What exactly is a dead tooth, and how does it happen? A tooth is considered non-vital when the nerve and tissues inside the tooth die, or when they have been removed as part of a procedure like a root canal. A dead tooth may sometimes be kept in the mouth but it will require treatment by your dentist.

What causes a tooth to die?

The primary cause of death is untreated tooth decay. This occurs when the decay progresses to an advanced stage and reaches the nerve in the tooth, causing your body to produce an inflammatory response to try to get rid of bacteria. Eventually the pressure inside the tooth cuts off the blood supply and the nerve dies.

Trauma is another common cause of tooth death. This might include sports injuries, a child falling on their front teeth, a physical blow to the mouth, or severe grinding. When an injury occurs that blocks or severs the blood supply to the nerve, it will become choked and die just as with tooth decay. This is why mouth guards are so important for contact sports.

What are the symptoms of tooth death?

The following are common symptoms of a dead tooth. If left untreated, the tooth will eventually become loose and fall out due to destruction of the surrounding bone and tissues.

  • Darkening. The tooth may change color and become grey, yellow, or black due to “bruising” from the dying blood cells. This darkening happens to nearly all dead teeth over time. It will not go away by itself and will need treatment.
  • Pain. There may be extreme pain as the nerve dies, although in some cases pain may be mild or completely absent. If an abscess develops, you may experience severe pain along with swelling, a foul odor, a bad taste, a pimple on the gums, or pus.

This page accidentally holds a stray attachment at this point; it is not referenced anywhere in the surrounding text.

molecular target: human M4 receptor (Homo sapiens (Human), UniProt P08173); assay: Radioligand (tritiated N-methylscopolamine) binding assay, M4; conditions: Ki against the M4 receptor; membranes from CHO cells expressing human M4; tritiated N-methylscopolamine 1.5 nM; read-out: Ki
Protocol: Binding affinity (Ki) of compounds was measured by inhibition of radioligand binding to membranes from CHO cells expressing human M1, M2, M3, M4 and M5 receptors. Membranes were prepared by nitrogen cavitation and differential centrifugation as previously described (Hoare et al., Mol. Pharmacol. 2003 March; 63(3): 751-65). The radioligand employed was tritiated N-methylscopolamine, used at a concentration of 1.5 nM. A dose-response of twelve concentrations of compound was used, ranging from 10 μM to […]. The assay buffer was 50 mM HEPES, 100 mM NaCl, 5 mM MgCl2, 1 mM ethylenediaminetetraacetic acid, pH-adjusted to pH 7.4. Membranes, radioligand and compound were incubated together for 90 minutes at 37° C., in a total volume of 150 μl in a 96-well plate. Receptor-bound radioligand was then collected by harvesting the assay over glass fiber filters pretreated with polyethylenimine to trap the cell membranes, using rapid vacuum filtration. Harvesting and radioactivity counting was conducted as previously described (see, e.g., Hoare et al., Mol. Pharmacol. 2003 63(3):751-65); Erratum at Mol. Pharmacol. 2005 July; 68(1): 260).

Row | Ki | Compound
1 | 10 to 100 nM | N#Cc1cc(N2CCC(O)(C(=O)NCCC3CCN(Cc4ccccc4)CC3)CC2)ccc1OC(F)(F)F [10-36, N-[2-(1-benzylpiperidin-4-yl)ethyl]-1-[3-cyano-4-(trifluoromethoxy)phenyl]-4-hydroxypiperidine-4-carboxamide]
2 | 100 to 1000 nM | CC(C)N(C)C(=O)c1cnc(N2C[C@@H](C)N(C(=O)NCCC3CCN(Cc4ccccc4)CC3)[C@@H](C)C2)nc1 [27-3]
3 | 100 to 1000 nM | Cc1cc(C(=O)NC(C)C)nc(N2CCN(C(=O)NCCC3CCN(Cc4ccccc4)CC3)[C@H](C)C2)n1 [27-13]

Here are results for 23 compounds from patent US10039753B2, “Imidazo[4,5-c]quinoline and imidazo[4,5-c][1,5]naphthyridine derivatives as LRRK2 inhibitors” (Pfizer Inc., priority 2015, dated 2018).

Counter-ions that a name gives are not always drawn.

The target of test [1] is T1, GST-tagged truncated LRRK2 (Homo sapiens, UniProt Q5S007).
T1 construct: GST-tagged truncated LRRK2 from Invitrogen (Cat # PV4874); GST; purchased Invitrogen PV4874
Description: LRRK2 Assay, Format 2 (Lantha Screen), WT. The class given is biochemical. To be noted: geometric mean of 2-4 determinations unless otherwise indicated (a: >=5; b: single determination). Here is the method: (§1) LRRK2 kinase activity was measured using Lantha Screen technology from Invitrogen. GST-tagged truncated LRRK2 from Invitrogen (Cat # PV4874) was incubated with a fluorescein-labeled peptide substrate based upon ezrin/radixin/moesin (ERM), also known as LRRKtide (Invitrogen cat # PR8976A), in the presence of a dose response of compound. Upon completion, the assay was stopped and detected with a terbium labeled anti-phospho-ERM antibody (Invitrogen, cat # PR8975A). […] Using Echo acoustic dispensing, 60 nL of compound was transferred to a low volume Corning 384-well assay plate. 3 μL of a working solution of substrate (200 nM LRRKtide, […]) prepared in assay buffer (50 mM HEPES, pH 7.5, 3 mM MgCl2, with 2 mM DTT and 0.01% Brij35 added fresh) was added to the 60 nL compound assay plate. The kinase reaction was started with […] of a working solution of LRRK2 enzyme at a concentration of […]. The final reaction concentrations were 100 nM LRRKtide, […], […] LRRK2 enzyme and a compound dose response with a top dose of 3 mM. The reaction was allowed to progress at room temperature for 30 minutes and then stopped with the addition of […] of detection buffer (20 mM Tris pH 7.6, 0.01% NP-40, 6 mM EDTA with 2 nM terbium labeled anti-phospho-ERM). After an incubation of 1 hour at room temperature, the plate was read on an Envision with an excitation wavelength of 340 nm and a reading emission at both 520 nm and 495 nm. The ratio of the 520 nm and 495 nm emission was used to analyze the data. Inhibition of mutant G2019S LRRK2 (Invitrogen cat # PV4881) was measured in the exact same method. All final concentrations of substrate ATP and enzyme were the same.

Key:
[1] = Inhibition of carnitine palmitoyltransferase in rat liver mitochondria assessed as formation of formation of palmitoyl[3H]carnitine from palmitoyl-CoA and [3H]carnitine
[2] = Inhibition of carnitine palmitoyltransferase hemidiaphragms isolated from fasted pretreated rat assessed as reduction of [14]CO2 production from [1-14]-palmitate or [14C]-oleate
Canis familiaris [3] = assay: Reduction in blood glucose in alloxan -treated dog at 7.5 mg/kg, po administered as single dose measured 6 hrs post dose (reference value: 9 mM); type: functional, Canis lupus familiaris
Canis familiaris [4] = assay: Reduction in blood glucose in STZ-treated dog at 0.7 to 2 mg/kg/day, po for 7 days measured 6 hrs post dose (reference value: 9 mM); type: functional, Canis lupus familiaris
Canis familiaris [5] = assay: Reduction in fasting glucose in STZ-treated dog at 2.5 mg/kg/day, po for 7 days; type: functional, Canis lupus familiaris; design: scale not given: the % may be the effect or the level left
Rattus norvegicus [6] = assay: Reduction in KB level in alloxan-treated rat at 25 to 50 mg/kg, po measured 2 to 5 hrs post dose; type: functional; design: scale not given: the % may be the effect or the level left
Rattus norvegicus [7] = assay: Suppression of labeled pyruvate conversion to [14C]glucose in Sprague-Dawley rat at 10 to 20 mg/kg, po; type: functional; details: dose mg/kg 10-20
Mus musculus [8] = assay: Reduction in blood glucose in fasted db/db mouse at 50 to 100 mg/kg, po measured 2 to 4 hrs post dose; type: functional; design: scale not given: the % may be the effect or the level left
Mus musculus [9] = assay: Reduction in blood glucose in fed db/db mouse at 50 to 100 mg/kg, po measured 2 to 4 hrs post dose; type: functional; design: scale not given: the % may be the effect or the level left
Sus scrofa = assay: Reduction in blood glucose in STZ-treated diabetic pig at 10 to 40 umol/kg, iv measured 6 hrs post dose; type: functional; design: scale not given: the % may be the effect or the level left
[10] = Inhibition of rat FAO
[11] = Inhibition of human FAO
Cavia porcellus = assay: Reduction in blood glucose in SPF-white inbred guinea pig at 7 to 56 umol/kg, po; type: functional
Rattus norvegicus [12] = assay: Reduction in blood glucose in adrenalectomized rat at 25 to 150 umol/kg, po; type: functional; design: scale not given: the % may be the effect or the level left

How is a dead tooth treated?

There are two options for treatment: extraction (removal) or a root canal. The treatment option performed will depend on how extensive the damage is. Extremely decayed teeth will often require an extraction, but in less severe cases the tooth can be saved with a root canal.

If a root canal is performed, the dentist will clean out and seal the tooth to prevent an accumulation of bacteria. Then cosmetic restoration may be done to remove discoloration (teeth whitening) or cover the damaged tooth (veneers). In many cases, the dentist will need to place a crown on the tooth to keep it intact.

How can I avoid tooth death?

The best way to avoid tooth death is to protect your mouth during sports, brush and floss daily, and see your dentist regularly to prevent decay. But even if you do all of these things, you may be engaging in other habits that might damage your teeth. Some habits may not cause immediate damage, but repeated exposure could accumulate over time and lead to severe problems.

To help protect your teeth, make sure to stop doing the following:

  • Chewing ice
  • Using your teeth as tools (i.e. as scissors, a knife, pliers, etc.)
  • Biting pens or other hard objects
  • Using something other than dental floss (i.e. a paperclip, piece of paper, fingernail, etc.) to clean between the teeth
  • Biting your nails
  • Grinding or clenching teeth
  • Drinking lots of sodas or sports drinks

Written by: Dr. Yahya Mansour